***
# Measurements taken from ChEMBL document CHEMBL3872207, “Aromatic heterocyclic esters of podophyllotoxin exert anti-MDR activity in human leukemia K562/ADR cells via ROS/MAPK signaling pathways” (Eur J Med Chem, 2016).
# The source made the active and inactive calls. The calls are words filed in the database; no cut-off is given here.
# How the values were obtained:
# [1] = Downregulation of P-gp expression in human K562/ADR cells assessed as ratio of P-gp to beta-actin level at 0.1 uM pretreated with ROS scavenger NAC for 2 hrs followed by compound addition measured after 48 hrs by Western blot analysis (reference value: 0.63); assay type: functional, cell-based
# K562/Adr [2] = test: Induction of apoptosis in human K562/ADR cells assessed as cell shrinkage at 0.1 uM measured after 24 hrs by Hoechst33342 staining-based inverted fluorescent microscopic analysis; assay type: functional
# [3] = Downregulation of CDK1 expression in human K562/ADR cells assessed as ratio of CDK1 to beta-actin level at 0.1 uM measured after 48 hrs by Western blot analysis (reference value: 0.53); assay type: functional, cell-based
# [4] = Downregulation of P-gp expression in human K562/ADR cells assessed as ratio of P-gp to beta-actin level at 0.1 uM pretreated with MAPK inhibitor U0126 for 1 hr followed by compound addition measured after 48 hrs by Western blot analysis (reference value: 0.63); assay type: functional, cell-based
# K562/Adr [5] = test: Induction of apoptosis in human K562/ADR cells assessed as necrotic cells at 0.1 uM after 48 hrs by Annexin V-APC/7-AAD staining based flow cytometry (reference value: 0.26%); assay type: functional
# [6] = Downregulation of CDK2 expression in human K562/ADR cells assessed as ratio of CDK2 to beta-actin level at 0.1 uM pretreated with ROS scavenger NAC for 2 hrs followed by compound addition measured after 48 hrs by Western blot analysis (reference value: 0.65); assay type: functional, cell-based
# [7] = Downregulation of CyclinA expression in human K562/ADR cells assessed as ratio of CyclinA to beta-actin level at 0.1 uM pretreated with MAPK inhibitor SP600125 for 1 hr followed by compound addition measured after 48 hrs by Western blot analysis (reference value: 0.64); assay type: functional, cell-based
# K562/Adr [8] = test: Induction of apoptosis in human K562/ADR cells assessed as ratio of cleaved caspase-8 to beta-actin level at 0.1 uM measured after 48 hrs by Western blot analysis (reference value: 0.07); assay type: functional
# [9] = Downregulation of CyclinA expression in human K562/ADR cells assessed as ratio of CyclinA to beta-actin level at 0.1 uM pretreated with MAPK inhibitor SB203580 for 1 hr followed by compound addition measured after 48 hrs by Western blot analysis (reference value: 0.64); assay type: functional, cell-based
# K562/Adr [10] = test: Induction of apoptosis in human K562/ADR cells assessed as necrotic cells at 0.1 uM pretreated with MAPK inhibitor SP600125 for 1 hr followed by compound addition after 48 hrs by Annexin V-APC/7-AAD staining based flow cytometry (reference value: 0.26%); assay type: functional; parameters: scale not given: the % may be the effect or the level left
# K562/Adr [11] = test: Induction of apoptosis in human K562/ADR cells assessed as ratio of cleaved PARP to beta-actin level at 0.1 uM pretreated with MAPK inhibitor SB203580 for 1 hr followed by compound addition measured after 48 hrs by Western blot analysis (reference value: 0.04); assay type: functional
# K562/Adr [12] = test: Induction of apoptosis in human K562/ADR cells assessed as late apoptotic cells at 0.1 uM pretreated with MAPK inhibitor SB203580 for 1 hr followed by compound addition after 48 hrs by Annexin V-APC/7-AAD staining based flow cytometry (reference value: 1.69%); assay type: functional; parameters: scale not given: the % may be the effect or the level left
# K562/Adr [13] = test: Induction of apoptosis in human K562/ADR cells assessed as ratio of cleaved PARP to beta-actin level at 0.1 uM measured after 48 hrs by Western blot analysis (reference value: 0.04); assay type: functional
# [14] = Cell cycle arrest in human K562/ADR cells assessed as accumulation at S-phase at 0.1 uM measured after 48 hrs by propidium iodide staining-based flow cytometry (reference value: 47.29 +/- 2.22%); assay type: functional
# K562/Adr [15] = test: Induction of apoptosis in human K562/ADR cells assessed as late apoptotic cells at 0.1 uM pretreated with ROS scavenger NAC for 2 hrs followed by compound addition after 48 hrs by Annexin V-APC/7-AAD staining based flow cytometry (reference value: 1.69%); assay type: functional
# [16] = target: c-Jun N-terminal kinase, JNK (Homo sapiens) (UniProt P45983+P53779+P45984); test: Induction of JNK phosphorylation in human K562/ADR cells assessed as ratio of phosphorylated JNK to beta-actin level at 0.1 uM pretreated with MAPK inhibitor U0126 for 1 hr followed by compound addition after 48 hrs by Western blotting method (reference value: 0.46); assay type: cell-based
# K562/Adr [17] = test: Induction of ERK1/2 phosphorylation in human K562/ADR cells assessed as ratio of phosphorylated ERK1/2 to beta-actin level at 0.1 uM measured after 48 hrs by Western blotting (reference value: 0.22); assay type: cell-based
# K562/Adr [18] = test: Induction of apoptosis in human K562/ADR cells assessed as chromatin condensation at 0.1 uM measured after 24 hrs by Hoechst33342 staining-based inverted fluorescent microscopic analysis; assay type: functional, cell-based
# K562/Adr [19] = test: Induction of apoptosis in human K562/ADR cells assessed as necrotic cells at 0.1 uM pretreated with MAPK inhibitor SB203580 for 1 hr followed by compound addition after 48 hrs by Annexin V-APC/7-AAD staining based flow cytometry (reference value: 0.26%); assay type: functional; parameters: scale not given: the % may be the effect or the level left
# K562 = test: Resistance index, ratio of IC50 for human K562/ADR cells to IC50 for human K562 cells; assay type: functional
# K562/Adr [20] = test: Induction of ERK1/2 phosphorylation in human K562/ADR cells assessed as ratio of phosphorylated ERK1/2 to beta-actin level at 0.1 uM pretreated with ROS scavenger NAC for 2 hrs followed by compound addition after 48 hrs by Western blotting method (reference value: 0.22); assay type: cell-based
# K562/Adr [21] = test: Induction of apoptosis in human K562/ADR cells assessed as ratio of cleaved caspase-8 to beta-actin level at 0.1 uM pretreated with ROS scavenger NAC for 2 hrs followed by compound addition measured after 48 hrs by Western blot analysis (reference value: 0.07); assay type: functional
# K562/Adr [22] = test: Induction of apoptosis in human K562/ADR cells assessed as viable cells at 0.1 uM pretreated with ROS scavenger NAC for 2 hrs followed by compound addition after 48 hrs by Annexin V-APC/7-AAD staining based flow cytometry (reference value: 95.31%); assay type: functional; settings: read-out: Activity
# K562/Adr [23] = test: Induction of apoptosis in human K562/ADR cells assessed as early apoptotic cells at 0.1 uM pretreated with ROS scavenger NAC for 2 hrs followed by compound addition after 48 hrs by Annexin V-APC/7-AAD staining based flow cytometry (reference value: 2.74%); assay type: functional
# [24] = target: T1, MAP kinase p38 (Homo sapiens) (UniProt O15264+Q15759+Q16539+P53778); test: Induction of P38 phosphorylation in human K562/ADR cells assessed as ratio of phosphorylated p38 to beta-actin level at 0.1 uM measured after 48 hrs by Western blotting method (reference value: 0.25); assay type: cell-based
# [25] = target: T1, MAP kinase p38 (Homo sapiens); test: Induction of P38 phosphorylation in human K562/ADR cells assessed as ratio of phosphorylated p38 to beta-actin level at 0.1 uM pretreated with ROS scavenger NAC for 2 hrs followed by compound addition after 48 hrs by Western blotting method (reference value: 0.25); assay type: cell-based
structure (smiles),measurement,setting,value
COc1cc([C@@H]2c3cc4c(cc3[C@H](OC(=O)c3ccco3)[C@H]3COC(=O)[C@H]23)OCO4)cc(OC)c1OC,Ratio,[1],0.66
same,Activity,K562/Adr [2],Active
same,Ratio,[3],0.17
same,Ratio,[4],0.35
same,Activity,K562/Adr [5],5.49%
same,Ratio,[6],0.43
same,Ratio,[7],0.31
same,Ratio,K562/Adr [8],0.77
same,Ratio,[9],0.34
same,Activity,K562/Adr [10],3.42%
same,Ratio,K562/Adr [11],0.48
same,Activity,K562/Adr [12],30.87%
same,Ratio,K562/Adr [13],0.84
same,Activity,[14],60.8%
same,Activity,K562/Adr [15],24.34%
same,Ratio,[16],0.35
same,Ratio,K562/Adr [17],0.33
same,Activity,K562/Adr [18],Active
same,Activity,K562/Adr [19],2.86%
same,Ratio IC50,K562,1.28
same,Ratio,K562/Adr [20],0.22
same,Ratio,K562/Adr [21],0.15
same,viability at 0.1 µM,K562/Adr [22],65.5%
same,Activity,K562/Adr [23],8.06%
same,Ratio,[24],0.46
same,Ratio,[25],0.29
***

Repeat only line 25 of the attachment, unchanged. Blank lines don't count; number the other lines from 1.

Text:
# K562/Adr [21] = test: Induction of apoptosis in human K562/ADR cells assessed as ratio of cleaved caspase-8 to beta-actin level at 0.1 uM pretreated with ROS scavenger NAC for 2 hrs followed by compound addition measured after 48 hrs by Western blot analysis (reference value: 0.07); assay type: functional